Last Mother’s Day, Jaret Graham, 14, climbed on the back of an all-terrain vehicle driven by his 12-year-old cousin. As they sped down a paved stretch of country road in west Texas, the 12-year-old lost control, the vehicle went into a ditch and the cousin fell off, injuring his leg. Jaret was thrown off and hit his head on a cattle guard, a barrier made from steel pipes. He died instantly.
ATV accidents such as this – on roadways, rather than trails – are widespread and have increased in recent years. The latest U.S. figures indicate that ATV crashes kill more than 700 people and injure 100,000 every year, with nearly two-thirds of the fatal accidents occurring on public or private roads.
The accidents keep happening even though all ATVs sold in the United States carry a warning label that says the vehicles are not to be driven on the road: Their high center of gravity and low-pressure tires mean they’re likely to tip over or go out of control on pavement. What’s more, the vehicles aren’t held to federal safety standards for cars and trucks, such as the requirement for seat belts, even though they can reach highway speeds.
Nevertheless, a push is under way in states, counties and towns across the country to open more roads to ATVs. Last year alone, three states passed laws that gave authorities the power to open certain public roads to ATVs. Since the beginning of 2012, local governments in at least 18 more states have opened specified roads to ATVs or have considered such a move.
“We are moving backward on this issue,” said Rachel Weintraub, the legislative director and senior counsel for the Consumer Federation of America.
While the Consumer Product Safety Commission regulates hazardous products and the National Highway Traffic Safety Administration oversees traffic safety, neither federal agency has authority over where people ride ATVs.
News accounts provide a litany of deadly accidents:
• In August, Andrea Allen, 22, was carrying three toddlers on an ATV in Center Point, Ind., when she veered off the pavement and went into a ditch. The vehicle caught fire, and Allen and two of the toddlers, one of whom was her son, died.
• That same month, 11-year-old Chase Roush was killed when the ATV he was driving on a road in Racine, Ohio, crossed the center line and was hit by an oncoming car.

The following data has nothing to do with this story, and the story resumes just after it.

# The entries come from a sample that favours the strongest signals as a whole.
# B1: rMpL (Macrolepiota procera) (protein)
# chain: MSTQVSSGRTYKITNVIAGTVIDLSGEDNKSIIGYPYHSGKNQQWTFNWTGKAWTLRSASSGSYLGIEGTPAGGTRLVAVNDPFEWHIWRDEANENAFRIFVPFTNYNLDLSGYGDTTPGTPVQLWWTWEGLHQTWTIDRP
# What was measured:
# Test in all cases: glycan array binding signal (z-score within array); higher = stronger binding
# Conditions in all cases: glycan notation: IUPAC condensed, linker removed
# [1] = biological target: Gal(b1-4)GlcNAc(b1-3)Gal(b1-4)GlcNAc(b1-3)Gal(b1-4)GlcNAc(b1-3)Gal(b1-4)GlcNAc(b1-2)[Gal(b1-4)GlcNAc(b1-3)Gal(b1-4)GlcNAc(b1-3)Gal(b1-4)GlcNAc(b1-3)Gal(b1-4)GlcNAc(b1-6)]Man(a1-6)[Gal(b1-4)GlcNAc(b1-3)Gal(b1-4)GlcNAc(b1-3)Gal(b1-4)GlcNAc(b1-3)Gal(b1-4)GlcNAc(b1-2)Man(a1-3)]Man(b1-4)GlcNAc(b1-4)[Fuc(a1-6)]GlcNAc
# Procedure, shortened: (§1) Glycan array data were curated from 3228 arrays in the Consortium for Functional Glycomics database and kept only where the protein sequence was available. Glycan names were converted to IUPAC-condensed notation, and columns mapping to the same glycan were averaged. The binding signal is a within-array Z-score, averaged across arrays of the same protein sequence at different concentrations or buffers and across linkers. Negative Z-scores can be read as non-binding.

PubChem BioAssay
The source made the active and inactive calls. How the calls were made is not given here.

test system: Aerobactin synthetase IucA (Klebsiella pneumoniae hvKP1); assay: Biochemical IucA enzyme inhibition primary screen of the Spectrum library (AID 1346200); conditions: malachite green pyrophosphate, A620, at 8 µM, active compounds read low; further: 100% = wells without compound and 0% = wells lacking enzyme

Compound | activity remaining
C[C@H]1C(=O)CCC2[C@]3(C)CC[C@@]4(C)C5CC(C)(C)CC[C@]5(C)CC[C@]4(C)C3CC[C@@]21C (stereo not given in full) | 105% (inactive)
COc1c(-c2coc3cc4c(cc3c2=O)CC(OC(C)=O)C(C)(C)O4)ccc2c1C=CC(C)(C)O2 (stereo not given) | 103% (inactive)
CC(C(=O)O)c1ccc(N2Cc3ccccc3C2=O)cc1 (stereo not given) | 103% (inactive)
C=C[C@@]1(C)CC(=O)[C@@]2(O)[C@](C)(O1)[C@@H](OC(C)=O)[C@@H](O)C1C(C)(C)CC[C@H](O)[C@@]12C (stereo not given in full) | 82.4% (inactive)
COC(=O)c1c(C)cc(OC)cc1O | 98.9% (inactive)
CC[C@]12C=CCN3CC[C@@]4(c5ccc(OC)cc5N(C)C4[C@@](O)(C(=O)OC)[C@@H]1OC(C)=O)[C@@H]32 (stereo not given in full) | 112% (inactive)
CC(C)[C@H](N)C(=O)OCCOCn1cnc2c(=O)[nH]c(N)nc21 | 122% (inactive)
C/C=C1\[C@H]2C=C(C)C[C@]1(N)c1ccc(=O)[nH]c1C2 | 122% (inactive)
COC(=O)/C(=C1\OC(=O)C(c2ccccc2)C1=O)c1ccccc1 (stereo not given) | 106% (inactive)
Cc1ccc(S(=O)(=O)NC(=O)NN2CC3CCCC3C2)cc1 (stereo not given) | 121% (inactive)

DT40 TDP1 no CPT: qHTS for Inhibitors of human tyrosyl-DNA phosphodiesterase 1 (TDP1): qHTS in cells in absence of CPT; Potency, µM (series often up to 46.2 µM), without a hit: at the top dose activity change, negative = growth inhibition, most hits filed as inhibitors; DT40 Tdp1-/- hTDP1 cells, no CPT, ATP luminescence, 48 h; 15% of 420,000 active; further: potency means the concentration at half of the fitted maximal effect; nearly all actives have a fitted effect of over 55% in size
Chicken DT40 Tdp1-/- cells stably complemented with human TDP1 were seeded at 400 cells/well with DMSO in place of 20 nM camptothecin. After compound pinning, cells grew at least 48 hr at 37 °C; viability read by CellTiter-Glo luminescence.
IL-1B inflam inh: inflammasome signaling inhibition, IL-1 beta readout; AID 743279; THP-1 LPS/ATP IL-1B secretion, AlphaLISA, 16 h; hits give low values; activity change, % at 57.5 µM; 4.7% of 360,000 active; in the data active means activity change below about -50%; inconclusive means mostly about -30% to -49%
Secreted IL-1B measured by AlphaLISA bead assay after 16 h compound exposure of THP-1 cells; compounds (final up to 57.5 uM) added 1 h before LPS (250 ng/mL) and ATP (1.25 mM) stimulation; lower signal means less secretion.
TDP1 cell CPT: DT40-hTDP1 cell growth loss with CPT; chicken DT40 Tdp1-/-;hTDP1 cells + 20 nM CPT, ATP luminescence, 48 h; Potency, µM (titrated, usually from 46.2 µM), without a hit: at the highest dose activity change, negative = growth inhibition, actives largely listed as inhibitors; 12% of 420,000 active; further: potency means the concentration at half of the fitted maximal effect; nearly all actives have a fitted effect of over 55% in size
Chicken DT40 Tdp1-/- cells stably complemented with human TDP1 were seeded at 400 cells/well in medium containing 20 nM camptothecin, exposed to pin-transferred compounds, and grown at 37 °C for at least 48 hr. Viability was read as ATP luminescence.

• In October, Tony Stacy, 52, died near Bakersfield, Calif., when his ATV collided with a pickup.
• The following week in North Plymouth, Mass., 25-year-old Joseph Vandini was killed when he lost control of the ATV he was driving. He crashed into a curb and a tree, and was thrown through a tattoo parlor’s plate glass window, causing fatal head injuries.
Safety advocates fear that accidents such as these will become more common as efforts to open more paved surfaces to ATVs gain traction.
Last summer, Washington state passed a law that allows ATVs on roads with speed limits of 35 mph or lower in seven rural counties. The law also gave counties and municipalities in the rest of the state the power to decide whether to do the same. Now state lawmakers are considering a bill that would allow counties to open roads with higher speed limits to ATVs.
Lawmakers in Missouri and Michigan gave local governments similar discretion last year. An Iowa measure backed by riders groups that would have opened country roads across the state to ATVs stalled in committee, but local initiatives are moving ahead. Local jurisdictions in Colorado, Georgia, Illinois, Indiana, Kansas, Maine, Minnesota, Nebraska, Nevada, New Hampshire, New York, Ohio, Oregon, Utah, Vermont, Virginia and Wisconsin have considered or approved such actions since the beginning of 2012.
“It’s a very unfortunate trend,” said Robert Adler, acting chairman of the federal Consumer Product Safety Commission, which is studying ATV safety with the aim of possibly writing new regulations governing the design of the vehicles. ATVs are getting bigger and more powerful, he said, “taking a machine that is quite dangerous and increasing the hazards.”
The agency has worked on a new ATV safety rule since 2006, and officials aren’t saying when it might be issued. Speaking hypothetically, Adler said the rule might bring changes that included redesigning seats to make it more difficult to carry passengers, making the vehicles more stable or setting upper limits on the speeds ATVs can travel.
Most states still prohibit ATVs from streets, often with exceptions for farmers or others who use the vehicles for work or for riders of trails that cross roads. But riders groups and local ATV clubs have made headway by arguing that opening more roads to ATVs will draw tourists and provide residents with a cheap way to motor around.
Public health advocates say such moves undermine safety messages and confuse the public. “They think it will bring increased tourism revenue to various states and jurisdictions, but at what cost?” asked Weintraub.
Not meant for roads
The companies that make the machines say they disagree.
“Off-highway vehicles are not designed to be ridden on roads,” said Paul Vitrano, executive vice president and general counsel for the Specialty Vehicle Institute of America, a trade group that represents ATV manufacturers.
Vitrano said his group “vigorously opposes” efforts to open roads to ATVs.
However, the manufacturers want to remain on good terms with rider groups, and some critics have questioned how hard they to try to discourage on-road use of ATVs.
FairWarning is an online, nonprofit provider of public interest journalism.